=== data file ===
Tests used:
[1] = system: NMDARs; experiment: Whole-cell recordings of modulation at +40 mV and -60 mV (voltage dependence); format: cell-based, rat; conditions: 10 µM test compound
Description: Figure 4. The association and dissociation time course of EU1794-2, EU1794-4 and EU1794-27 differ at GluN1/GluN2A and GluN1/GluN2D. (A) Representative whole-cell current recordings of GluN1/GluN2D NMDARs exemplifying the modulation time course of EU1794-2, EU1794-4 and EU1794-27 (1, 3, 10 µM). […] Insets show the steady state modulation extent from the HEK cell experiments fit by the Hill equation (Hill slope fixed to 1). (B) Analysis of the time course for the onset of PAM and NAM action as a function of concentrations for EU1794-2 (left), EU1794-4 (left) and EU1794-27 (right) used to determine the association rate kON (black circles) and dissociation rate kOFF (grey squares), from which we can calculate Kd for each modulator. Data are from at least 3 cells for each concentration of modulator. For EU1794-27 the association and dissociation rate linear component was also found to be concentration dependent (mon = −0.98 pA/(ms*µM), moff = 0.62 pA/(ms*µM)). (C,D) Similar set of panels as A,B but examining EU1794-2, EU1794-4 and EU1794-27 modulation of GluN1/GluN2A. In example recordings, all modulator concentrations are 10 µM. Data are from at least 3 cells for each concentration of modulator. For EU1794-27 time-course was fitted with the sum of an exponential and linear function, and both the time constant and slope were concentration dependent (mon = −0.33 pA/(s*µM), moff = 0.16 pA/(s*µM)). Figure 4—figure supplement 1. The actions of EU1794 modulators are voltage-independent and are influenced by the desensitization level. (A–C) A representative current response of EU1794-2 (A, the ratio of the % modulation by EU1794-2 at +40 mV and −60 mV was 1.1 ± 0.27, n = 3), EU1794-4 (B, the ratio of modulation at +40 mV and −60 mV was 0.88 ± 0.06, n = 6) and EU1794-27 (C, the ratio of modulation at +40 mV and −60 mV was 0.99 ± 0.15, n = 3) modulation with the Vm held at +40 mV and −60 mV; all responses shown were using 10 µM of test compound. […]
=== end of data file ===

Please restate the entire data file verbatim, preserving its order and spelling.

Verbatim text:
Tests used:
[1] = system: NMDARs; experiment: Whole-cell recordings of modulation at +40 mV and -60 mV (voltage dependence); format: cell-based, rat; conditions: 10 µM test compound
Description: Figure 4. The association and dissociation time course of EU1794-2, EU1794-4 and EU1794-27 differ at GluN1/GluN2A and GluN1/GluN2D. (A) Representative whole-cell current recordings of GluN1/GluN2D NMDARs exemplifying the modulation time course of EU1794-2, EU1794-4 and EU1794-27 (1, 3, 10 µM). […] Insets show the steady state modulation extent from the HEK cell experiments fit by the Hill equation (Hill slope fixed to 1). (B) Analysis of the time course for the onset of PAM and NAM action as a function of concentrations for EU1794-2 (left), EU1794-4 (left) and EU1794-27 (right) used to determine the association rate kON (black circles) and dissociation rate kOFF (grey squares), from which we can calculate Kd for each modulator. Data are from at least 3 cells for each concentration of modulator. For EU1794-27 the association and dissociation rate linear component was also found to be concentration dependent (mon = −0.98 pA/(ms*µM), moff = 0.62 pA/(ms*µM)). (C,D) Similar set of panels as A,B but examining EU1794-2, EU1794-4 and EU1794-27 modulation of GluN1/GluN2A. In example recordings, all modulator concentrations are 10 µM. Data are from at least 3 cells for each concentration of modulator. For EU1794-27 time-course was fitted with the sum of an exponential and linear function, and both the time constant and slope were concentration dependent (mon = −0.33 pA/(s*µM), moff = 0.16 pA/(s*µM)). Figure 4—figure supplement 1. The actions of EU1794 modulators are voltage-independent and are influenced by the desensitization level. (A–C) A representative current response of EU1794-2 (A, the ratio of the % modulation by EU1794-2 at +40 mV and −60 mV was 1.1 ± 0.27, n = 3), EU1794-4 (B, the ratio of modulation at +40 mV and −60 mV was 0.88 ± 0.06, n = 6) and EU1794-27 (C, the ratio of modulation at +40 mV and −60 mV was 0.99 ± 0.15, n = 3) modulation with the Vm held at +40 mV and −60 mV; all responses shown were using 10 µM of test compound. […]